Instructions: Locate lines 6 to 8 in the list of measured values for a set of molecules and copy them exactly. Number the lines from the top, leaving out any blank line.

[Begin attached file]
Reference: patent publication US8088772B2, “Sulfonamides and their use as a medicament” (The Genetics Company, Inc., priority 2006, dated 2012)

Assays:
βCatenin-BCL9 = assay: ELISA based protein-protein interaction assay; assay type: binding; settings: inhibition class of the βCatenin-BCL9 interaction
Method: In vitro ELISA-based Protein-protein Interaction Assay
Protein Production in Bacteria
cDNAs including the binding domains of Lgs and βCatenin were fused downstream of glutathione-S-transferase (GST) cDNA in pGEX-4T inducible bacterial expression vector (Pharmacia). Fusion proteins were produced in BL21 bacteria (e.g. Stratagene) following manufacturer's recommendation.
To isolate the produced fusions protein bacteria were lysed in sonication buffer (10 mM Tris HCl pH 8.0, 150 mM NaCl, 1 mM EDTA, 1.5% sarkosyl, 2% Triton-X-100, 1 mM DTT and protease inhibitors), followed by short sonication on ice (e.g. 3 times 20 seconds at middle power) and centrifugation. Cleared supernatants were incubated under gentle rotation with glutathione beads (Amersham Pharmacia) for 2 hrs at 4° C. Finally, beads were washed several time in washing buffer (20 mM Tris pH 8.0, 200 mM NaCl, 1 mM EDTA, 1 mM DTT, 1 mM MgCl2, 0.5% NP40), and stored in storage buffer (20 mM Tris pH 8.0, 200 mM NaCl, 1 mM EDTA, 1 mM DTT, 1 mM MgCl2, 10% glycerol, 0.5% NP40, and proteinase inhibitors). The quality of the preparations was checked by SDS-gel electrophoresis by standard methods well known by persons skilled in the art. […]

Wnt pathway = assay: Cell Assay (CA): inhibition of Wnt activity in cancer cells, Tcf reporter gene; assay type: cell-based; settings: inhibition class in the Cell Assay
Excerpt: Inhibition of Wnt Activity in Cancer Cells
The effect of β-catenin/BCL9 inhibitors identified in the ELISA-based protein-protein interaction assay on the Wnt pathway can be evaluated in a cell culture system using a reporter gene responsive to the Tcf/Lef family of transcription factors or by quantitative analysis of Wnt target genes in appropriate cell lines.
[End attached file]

cDNAs including the binding domains of Lgs and βCatenin were fused downstream of glutathione-S-transferase (GST) cDNA in pGEX-4T inducible bacterial expression vector (Pharmacia). Fusion proteins were produced in BL21 bacteria (e.g. Stratagene) following manufacturer's recommendation.
To isolate the produced fusions protein bacteria were lysed in sonication buffer (10 mM Tris HCl pH 8.0, 150 mM NaCl, 1 mM EDTA, 1.5% sarkosyl, 2% Triton-X-100, 1 mM DTT and protease inhibitors), followed by short sonication on ice (e.g. 3 times 20 seconds at middle power) and centrifugation. Cleared supernatants were incubated under gentle rotation with glutathione beads (Amersham Pharmacia) for 2 hrs at 4° C. Finally, beads were washed several time in washing buffer (20 mM Tris pH 8.0, 200 mM NaCl, 1 mM EDTA, 1 mM DTT, 1 mM MgCl2, 0.5% NP40), and stored in storage buffer (20 mM Tris pH 8.0, 200 mM NaCl, 1 mM EDTA, 1 mM DTT, 1 mM MgCl2, 10% glycerol, 0.5% NP40, and proteinase inhibitors). The quality of the preparations was checked by SDS-gel electrophoresis by standard methods well known by persons skilled in the art. […]

Wnt pathway = assay: Cell Assay (CA): inhibition of Wnt activity in cancer cells, Tcf reporter gene; assay type: cell-based; settings: inhibition class in the Cell Assay